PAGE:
Musical Winter Journey

rene_at_dumbo_arts_27Feb2016

It’s been quite a fun time since my last post. I went off to the other side of the world (via Hong Kong and Kyoto, Japan) to sort of clear my mind and eat interesting new foods (heh). I did a lot of musical re-organizing and cleaning out of lots of stuff at home. I’ve made time and met and played with some really talented people. I jam with a bunch of really great people and I keep myself open to playing as opportunities arise. I have a growing list of musicians I can tap into at any time. For now, jamming is a good way to keep the musical chops going. My own musical works continue to remain ‘in progress’ and not much happening there. I think it’s me just not wanting to push or force the creative process as hard as I thought I wanted to.

I do have a notebook FULL of music and a hard drive just as loaded with demos, clips, riffs, hummed ideas, subway tapping on the walls and benches, words on loose bits of paper… all of that. I think that these little bits and pieces are my new habitual creative process. The most important part of the process, I think, is that there needs to be time set aside for pulling all of the bits and pieces out of the various formats and collecting devices (phones, laptops, paper) and then to try and assemble the ideas that fit or work together. Sometimes the original idea does not itself become a song or piece of music but it may lead you down unexplored musical paths.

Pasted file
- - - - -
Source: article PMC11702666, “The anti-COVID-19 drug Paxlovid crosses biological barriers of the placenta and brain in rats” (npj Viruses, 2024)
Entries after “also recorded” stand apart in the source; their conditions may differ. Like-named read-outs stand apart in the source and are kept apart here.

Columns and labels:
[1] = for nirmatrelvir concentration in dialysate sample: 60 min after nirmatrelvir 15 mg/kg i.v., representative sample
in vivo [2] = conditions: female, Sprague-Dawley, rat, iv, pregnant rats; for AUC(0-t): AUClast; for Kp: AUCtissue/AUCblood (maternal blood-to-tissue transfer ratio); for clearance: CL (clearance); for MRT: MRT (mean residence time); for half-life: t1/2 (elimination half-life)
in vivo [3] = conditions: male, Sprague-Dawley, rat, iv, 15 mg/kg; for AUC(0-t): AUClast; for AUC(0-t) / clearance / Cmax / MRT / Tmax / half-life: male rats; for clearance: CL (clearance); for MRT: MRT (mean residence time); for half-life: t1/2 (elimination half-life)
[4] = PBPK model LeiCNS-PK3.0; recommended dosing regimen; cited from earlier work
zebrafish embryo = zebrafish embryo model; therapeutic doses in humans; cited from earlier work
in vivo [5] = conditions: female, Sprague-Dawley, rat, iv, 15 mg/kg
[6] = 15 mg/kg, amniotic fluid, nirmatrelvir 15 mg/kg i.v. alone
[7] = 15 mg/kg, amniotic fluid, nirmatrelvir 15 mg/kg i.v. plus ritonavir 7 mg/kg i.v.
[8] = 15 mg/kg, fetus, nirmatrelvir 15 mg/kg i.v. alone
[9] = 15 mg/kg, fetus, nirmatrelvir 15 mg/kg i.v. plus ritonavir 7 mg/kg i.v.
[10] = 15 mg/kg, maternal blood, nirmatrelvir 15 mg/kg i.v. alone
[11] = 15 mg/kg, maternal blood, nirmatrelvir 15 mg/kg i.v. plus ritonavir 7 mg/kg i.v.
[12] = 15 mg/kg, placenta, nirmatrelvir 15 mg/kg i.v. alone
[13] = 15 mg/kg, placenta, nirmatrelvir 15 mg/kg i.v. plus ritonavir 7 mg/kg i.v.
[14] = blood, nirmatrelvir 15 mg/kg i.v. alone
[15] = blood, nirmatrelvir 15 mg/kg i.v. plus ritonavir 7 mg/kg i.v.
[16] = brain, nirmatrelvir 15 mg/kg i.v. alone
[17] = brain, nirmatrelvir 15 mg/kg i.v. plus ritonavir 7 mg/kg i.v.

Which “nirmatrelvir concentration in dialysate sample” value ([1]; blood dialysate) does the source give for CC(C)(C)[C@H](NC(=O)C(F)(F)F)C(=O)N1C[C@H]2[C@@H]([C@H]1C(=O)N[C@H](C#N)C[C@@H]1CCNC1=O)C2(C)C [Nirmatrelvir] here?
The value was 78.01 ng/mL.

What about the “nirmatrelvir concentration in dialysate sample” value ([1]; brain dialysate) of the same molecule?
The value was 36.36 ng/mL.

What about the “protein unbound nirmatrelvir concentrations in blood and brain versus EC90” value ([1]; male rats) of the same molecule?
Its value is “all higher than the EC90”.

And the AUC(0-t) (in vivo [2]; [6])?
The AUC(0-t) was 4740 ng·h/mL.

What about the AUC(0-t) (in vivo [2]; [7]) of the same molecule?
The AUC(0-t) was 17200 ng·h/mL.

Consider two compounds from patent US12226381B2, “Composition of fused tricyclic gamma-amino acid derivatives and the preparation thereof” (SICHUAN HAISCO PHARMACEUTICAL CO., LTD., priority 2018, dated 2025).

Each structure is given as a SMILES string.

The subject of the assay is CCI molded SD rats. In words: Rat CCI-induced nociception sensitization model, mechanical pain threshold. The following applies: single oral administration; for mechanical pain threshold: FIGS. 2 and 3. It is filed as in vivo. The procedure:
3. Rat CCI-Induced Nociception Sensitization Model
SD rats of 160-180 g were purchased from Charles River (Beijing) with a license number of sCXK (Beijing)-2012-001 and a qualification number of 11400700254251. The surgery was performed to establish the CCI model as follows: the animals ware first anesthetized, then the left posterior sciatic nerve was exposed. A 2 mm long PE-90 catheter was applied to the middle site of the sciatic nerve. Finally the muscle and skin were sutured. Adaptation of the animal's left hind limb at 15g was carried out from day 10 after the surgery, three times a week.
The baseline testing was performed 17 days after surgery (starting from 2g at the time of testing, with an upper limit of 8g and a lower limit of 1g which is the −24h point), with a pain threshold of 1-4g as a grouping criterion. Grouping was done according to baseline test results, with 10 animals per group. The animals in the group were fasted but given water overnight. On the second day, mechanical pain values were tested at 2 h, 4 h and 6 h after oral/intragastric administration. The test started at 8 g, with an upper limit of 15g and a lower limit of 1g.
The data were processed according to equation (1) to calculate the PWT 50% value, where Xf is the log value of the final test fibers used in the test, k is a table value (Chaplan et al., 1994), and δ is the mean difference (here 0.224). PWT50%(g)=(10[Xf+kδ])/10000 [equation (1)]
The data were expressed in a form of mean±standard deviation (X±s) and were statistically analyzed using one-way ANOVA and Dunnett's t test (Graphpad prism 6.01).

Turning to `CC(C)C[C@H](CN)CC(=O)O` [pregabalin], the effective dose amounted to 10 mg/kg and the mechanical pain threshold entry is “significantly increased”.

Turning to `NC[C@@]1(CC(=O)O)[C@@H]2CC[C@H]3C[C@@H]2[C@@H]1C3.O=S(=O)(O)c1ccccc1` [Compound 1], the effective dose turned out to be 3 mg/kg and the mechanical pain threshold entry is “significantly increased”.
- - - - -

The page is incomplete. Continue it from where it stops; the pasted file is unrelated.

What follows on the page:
Sometimes in the morning I will hear a small melody in my mind and I stop everything I am doing so I can focus on the idea, find a guitar, hit record and record it  before I walk out the door. Sometimes I’ll hear a second part as I walk to the train and I will hum that into my phone. By the time I get to work, I may find that I have bridge and ending and I’ll make sure I stop walking and hum or sing or tap that out into the phone as well. They key to that process is to have a deliberate focus on the tiny idea and hang on to it just long enough to capture it or play it out on your instrument and make it real.

You need to make time for recording in those moments when the idea is there and waiting for you to act on it and you need to take time out for listening. It’s not about saying ‘hey, listen more’. This is about stopping everything and focusing on both capturing the idea and then focus on the process of listening so you can hear back and build on it. I promise you, you won’t remember or get back to a musical idea. If you don’t stop and dedicate time to first record/capture it and then work on it, it will fade away like whispers in the wind… 🙂

RF

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